It’s a snow day. Every snow day my mother in law made a particular sugar laden cake. Why would a woman with 4 kids would want to hype up her children when they were trapped at home? Well, at least here, have devoured the cupcakes, danced a jig, and tore up the house, they settled into a nice nap. Maybe she was onto something.
Snow day Cupcakes
My mother in laws recipe with my changes in parentheses
1.5 cups bisquick (or 1.5 cups flour, 1 1/2tsp Baking Powder, 1/2tsp Salt)
2/3 cup milk (or eggnog)
½ cup sugar, feel free to be heavy handed
2 egg whites
2 T oil (plus 1 T more oil)
1 tsp vanilla
1/3 cup brown sugar
2 T chopped nuts (optional)
1 T butter
1 T milk
Beat all the cupcake ingredients at low for 30 seconds. Then beat at medium for 1 minute. Spoon into lined cupcake tins. Bake at 350 for 18-20 minutes.
Mix all the topping ingredients. Top the warm cupcakes. Broil for 2 minutes with the cake 3 inches from the coil.
Monday, December 13, 2010
Wednesday, December 8, 2010
Someone once told me, “You know, writing is like riding a horse.” They stopped there. Now, I am starting to wonder. Was it because if you rode once you can ride again and similarly if you strung together sentences before you will again? Or was it because riding a horse, and writing similarly, takes practice but the practice is well worth it? Or was it because riding a horse, and writing as well, can be a terrible pain in the behind?
I would like to believe the answer to all three of those questions is yes. I am starting to believe most things take practice and are often a pain, though once learned are so familiar they can never be forgotten.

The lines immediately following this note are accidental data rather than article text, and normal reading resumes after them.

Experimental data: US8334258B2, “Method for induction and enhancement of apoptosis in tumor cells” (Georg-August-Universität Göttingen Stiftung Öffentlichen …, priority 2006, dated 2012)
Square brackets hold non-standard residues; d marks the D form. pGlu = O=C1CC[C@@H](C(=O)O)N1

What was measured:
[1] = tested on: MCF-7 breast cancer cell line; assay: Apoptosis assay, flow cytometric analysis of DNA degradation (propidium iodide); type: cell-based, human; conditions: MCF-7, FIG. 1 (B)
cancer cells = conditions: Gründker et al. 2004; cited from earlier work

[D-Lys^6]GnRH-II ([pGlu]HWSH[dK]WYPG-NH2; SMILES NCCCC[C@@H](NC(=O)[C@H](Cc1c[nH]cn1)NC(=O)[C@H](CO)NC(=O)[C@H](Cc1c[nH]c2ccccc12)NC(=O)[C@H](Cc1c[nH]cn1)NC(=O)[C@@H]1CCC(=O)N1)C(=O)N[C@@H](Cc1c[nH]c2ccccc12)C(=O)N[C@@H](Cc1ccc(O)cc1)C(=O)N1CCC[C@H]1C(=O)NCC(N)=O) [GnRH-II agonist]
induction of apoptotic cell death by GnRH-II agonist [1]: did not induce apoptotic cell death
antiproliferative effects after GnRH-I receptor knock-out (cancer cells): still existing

After a frustrating week when the skies have chosen to offer inclemency of some kind, I find myself itching to have a quiet minute in the kitchen. I don’t mean event-cooking or dinner making. I mean quiet mixing chopping joy; the kind of cooking where you don’t need to look up the recipe or pull out a scale. You just drop that measuring cup into the flour, feel the smoothness of the ingredient, and then satisfied sweep the knife over the cup. Chopping, whisking, moving. Then you bite into your creation and remember, hey, I can cook. Maybe cooking is like writing—oh, I mean like riding a horse.
Gluten Free Carrot Candied Orange Madeleines
Based on a recipe by Seattle Local Food
Melt ½ a stick of butter. Let brown. Strain and cool.
In a large bowl, beat together:
1 tsp vanilla
¼ cup grated carrots
2 T candied orange peels, chopped
1 T candied ginger, chopped (optional)
In a separate bowl, mix together:
½ cup GF mix
½ tsp baking powder
¼ tsp xantham gum
1 tsp ginger powder
½ tsp Chinese 5 spice
½ tsp cinnamon
2 T brown sugar
Mix dry into wet. Add butter.
Let sit for 5 minutes. And then pour batter (it is wet) into greased Madeleine pans. Bake 8 minutes at 350. This makes about 60 mini-madeleines.